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posted: 5/16/2014 5:01 AM

New learning standards key to skilled workforce

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  • Sandra Westlund-Deenihan

    Sandra Westlund-Deenihan

By Sandra Westlund-Deenihan

Good talent is hard to find. One of the greatest ongoing challenges facing manufacturing is the lack of a skilled workforce. As a small-business owner and manufacturer, I know that having skilled workers is imperative to the success of my business.

While there is a great need for skilled manufacturing employees, today's students are lacking in basic understanding of math, science and traditional communications skills. To ensure all students are prepared for success after graduation, we need clear, consistent guidelines for the tools students should be armed with upon entering the workforce. That is what we can achieve through the new Common Core State Standards.

I make this statement knowing misconceptions about Common Core have begun to surface. It is important the facts about what the standards really accomplish make their way through the rhetoric so folks understand what Common Core offers everyone involved in educating our children, as well as the employers who will eventually welcome the next generation into the workforce.

First, Common Core State Standards are not a national curriculum or a national mandate. The standards were created by states for states and define what students need to know; they do not dictate how teachers should teach or how students should learn. Second, the standards provide clarity and consistency in what is expected of student learning across the country providing all students with an equal opportunity for an education, regardless of where they live. Finally, the Common Core State Standards in math and English/language arts describe what every U.S. student should know to prepare for success after high school, whether that student goes on to college or directly enters the workplace. At the end of the day, the standards establish clear, consistent guidelines for what our children should know while also measuring "real world" skills -- like critical thinking and problem solving -- important skills we all need.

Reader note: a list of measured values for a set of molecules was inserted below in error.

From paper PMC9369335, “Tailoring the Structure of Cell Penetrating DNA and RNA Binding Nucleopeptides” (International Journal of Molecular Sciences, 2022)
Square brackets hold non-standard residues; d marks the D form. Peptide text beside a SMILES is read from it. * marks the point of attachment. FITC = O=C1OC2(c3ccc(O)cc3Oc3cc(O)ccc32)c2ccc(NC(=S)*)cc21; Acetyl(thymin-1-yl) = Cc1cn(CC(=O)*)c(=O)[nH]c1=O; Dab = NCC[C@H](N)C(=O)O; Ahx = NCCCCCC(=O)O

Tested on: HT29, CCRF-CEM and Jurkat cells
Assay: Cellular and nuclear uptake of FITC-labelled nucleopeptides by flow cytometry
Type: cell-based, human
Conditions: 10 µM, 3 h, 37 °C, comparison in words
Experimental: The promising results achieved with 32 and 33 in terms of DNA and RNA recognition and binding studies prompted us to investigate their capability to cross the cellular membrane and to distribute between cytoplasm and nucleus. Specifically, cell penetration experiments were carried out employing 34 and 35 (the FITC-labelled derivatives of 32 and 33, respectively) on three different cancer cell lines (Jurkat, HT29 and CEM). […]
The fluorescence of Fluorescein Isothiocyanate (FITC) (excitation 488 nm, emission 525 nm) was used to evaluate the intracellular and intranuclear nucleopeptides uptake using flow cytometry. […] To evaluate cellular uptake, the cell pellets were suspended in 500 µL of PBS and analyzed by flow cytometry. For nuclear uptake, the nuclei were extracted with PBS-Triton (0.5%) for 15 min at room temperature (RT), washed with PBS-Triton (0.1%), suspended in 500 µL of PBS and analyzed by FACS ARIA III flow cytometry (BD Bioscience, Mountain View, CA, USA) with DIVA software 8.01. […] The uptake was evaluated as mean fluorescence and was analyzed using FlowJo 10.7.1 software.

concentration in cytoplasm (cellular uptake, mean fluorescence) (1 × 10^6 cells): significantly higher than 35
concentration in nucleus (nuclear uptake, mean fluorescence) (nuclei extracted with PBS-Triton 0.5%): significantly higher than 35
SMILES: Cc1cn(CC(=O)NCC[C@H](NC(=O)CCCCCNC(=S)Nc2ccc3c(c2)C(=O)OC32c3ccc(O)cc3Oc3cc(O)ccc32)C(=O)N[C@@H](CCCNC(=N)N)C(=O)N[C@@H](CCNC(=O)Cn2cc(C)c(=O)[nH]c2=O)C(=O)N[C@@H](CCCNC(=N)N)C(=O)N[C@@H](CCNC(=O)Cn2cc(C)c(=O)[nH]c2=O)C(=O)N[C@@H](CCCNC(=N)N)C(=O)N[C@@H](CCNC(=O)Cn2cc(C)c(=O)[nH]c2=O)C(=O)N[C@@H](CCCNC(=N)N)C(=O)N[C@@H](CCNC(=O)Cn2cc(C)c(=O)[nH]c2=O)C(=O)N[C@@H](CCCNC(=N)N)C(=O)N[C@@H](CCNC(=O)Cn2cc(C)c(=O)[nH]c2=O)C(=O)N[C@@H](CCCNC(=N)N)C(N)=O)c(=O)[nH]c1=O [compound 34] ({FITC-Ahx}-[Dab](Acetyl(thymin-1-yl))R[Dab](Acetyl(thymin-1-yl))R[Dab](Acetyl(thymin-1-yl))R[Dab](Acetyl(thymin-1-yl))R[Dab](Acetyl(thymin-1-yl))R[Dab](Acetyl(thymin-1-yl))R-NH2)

As a third-generation manufacturer, I have seen the workforce change dramatically. There are fewer workers available with the skills required to be productive in advanced manufacturing -- and the required skill levels for workers are continually rising. Many shop-room floors, including my own, have loyal employees who have worked there for decades. Workforce challenges are presented as these loyal workers retire and skilled entry-level candidates are difficult to find.

Today's generation of students are entering the workforce lacking basic skills in math, science, technology and even communications. Meanwhile, jobs are becoming more technologically savvy, require expert training in equipment and must adapt to an advanced workplace to meet the needs of a global marketplace. The bottom line is that if we as employers can't find quality applicants for our jobs, that affects our business and our ability to stay competitive. It is something businesses are very concerned about.

Common Core standards emphasize the skills and knowledge students will need to be competitive across the country and in the global marketplace. The standards are aligned with the skills employers and colleges are looking for -- - ensuring our students are ready for college and/or careers when they finish high school. Students with a strong educational foundation will have better employment opportunities, regardless of the career or vocational path they choose. This is not just about educating students to fill our positions -- it's also about making sure our children have the opportunity and the tools to get a quality education, have viable employment options and possess the ability to achieve their dreams.

• Sandra Westlund-Deenihan is CEO of Schaumburg-based Quality Float Works Inc.

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